Jeffrey Tucker: Why British literature so widely circulated the US in 19th century
The authors effortlessly segue from software to books, and here is the part that especially interests me. They provide an alternative explanation for why British literature was so widely circulated in the United States in the 19th century. American publishers could publish without copyright — there were no international copyright agreements — and there was massive competition. It was so intense that American firms would pay authors directly for sending chapters even before they appeared in Britain. The amounts they would receive even exceed their British royalties over a period of years.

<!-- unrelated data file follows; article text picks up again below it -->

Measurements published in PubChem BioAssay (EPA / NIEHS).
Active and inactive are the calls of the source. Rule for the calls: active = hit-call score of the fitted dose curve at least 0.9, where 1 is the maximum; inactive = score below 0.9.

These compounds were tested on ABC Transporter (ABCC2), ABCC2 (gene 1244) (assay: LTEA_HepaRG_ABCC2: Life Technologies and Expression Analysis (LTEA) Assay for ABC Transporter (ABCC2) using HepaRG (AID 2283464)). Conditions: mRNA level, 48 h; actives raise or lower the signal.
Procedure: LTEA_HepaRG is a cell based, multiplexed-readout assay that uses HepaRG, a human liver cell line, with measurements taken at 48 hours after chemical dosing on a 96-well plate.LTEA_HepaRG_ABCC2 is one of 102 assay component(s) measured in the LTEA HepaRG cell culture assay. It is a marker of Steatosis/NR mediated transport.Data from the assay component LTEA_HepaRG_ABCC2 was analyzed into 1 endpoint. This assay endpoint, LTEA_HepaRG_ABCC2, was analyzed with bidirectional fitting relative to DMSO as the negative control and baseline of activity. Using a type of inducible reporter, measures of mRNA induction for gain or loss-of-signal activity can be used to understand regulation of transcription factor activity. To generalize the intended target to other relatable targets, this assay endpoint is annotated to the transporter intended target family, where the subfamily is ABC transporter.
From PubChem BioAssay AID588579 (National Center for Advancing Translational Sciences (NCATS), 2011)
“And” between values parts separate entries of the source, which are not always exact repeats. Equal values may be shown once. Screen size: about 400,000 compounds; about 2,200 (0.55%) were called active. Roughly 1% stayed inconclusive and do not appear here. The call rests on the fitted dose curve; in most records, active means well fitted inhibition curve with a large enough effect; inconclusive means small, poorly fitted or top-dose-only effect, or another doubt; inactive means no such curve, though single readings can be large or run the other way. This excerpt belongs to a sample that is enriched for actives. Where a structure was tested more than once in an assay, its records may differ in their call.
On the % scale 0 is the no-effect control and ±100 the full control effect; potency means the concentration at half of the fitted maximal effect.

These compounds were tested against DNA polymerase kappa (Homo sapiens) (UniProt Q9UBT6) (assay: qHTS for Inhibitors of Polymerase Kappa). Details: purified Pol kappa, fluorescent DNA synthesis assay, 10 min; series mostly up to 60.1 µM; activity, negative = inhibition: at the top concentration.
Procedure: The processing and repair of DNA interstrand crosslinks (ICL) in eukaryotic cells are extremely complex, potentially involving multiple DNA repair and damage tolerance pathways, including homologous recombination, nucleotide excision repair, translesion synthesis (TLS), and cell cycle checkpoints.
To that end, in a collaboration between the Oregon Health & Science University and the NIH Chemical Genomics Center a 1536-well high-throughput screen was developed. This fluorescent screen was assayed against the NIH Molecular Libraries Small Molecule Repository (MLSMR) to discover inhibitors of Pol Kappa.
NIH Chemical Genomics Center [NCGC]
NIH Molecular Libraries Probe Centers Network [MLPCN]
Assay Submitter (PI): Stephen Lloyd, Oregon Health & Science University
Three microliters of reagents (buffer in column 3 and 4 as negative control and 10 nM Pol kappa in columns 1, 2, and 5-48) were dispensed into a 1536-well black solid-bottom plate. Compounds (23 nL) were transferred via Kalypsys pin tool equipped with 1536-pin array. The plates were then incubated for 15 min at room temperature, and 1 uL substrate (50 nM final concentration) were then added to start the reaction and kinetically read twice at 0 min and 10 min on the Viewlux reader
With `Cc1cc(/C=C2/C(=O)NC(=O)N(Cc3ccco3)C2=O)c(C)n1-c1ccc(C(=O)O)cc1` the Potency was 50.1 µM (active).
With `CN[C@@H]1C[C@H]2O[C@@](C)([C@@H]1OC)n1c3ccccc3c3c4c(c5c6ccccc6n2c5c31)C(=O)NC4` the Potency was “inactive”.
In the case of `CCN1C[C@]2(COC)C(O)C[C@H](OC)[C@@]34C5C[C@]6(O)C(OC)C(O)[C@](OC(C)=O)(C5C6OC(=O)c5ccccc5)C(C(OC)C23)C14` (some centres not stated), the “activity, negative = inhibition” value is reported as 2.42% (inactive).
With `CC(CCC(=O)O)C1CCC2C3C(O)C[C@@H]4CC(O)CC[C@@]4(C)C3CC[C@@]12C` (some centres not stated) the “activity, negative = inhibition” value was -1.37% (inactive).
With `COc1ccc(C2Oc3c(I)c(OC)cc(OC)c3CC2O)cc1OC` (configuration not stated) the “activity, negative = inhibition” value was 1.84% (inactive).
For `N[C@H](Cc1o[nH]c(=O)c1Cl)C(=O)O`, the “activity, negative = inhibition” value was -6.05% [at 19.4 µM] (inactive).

As a result, there was huge dissemination of knowledge. And the prices were low: Dickens’s A Christmas Carol sold for six cents in the United States and $2.50 in England. Printing technology improved. Literacy improved. Ideas spread. Children and schools could have books, which in turn increased the demand for books, and spurred on new investment and technological improvements. It was a dynamic and wild world of publishing, comparable to what we see with the web today.